Rather than considering ourselves beautiful because we ‘feel’ beautiful (internal), we require external validation of our beauty. This usually consists of seeing ourselves in a mirror, a photograph, or hearing that we are beautiful as stated by someone external from us. In fact, the closer a person is to us the less weight this statement carries. This not because it is not as true as a more external person’s statement, but because we tend to meld the ideas of those closest to us into our internal dialog and thus they fail to pass the external requirement for validity.
This is the same for possessions, and ideas. All your friends may possess an item or hold to an idea, but the item or idea is only validated when it is also possessed or held to by someone external from your circle.
In contrast are the non-conformist who only hold to feelings, possessions, and ideas when others do not. What they fail to realize though is that external non-validation caries as much weight for them as external validation does for everyone else. Unfortunately, as is usually the case, many non-conformist ideals are eventually conformed to through such external validation. This is not necessarily because these people want to conform to these non-conformist ideals, but that they have to due to the simple fact that these ideals exist. This is turn causes the non-conformist to seek out new ideals even though they are in fact dooming their non-conformity to conformity by this very act.
The ad works for the possessors more than for those that do not yet possess the product as it is an external validation of their purchase. It does the same for those who purposely do NOT possess the product (not those who do not possess it ‘yet’ but those who never want to possess it) as it externally validates their reasons to not possess it. Think of the ‘Mac’ ads for example.
The trick to all of this is that it is entirely turned upside down in the online world. If you can think of it, there is a site for it (rule 34) – thus everything is externally validated in one way or another however it is all done so anonymously now requiring us consider whether that is a true external validation or just an internal one as we sought it out ourselves by the act of being online where it exists for everyone instead of it being voluntarily given to us in the real world where it may or may not exist for us.
Everyone is simultaneous beautiful and ugly as the continuity of the world is displayed before us electronically. And, even though we are alone behind our computer we seek out companionship online in one form or another. The to/with continuum determines whether or not you’ve found an audience or a cohort and in some cases the same people travel up and down this line without a second thought of whether they are being pandered to or communicated with.
Often times we find we are our own audience as we reveal things about ourselves that even we did not know thus becoming our own external validators, something that could not be done in context of the real world. Adding to this is the public external validation of an internal validator online that, because it is public, makes it external where it were private it would be internal. So then we take the word of someone close to us as truer were it spoken in an online environment where other external validators can validate it than we would the same utterance in an internal and personal context even tough it is the same person saying it.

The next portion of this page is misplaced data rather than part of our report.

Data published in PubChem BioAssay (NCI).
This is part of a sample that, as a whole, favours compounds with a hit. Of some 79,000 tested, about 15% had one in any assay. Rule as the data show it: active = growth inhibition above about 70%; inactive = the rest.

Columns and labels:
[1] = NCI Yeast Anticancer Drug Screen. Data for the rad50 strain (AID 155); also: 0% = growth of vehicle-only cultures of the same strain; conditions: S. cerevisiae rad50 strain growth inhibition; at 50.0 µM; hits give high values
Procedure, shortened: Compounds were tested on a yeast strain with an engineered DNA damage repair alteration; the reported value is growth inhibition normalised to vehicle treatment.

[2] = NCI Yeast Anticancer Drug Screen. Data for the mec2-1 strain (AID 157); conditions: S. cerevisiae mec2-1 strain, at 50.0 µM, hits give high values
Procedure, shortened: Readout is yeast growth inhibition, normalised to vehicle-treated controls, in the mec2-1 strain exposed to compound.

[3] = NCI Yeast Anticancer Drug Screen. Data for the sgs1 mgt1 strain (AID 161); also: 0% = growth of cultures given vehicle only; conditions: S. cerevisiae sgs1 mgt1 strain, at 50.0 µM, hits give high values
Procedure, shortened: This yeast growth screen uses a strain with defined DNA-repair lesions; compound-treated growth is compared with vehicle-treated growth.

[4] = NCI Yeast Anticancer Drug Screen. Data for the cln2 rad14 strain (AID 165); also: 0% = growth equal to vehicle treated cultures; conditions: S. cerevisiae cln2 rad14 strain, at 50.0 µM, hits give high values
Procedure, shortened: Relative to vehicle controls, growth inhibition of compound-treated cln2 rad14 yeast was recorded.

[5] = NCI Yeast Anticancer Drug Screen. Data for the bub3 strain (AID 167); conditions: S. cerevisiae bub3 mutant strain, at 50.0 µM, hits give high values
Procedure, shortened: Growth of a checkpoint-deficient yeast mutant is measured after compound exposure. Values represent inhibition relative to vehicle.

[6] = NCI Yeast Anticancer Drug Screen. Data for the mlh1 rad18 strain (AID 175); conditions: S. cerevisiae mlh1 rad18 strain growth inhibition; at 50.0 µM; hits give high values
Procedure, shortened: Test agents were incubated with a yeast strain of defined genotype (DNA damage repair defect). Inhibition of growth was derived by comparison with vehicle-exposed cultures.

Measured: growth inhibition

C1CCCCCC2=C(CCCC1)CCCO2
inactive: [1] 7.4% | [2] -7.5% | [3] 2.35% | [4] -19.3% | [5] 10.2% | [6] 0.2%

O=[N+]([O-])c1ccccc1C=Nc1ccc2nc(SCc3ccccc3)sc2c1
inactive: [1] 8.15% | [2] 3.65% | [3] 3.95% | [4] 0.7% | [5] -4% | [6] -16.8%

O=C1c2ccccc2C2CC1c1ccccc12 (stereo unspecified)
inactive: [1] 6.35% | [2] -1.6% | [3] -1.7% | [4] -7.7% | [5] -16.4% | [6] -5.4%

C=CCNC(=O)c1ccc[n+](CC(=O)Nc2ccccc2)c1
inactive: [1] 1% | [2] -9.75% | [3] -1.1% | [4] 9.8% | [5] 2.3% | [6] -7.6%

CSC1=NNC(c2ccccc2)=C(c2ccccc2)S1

What the online world has done is cause us all require an audience now, if only to validate ourselves in ways we cannot be validated offline. This is why we share things online we would never share in public or even in some cases in private.
I may pick this up again later…
In the meantime – read what oversharing means for a blogger who was paid to blog.
“To the young today, however, the dream experience is its own reality, a separate reality: it doesn’t need to be validated by translation into the historical world of sensory experience. It validates itself.
Similarly, they regard media as self-contained environments, having little correspondence with other realities or environments. TV is its own reality, radio its reality, film still another reality.
The young in particular regard media environments as designs, patterns – what William Blake called “sculptures” – states that have no separate physical existence. We pass temporarily into one or another & when in any one, it seems overpoweringly real & all other states shadowy. We imagine, of course, that any state we are in is physically real. This makes it splendidly attractive. It doesn’t occur to us that only our spirits can enter these realms, and that events experienced there can never be tested against observed reality.
I think this is one reason the young find nothing incongruous about conflicting reports in the press, radio, TV, etc. ” – Edmund Carpenter 1972
So nice when you read something that falls inline with your current thought (hah! external validation!).
Interesting though how the Internet provides a place where this self-contained environment can be observed by an outsider as it is a participatory form of media rather than a passive one such as radio, tv, or film.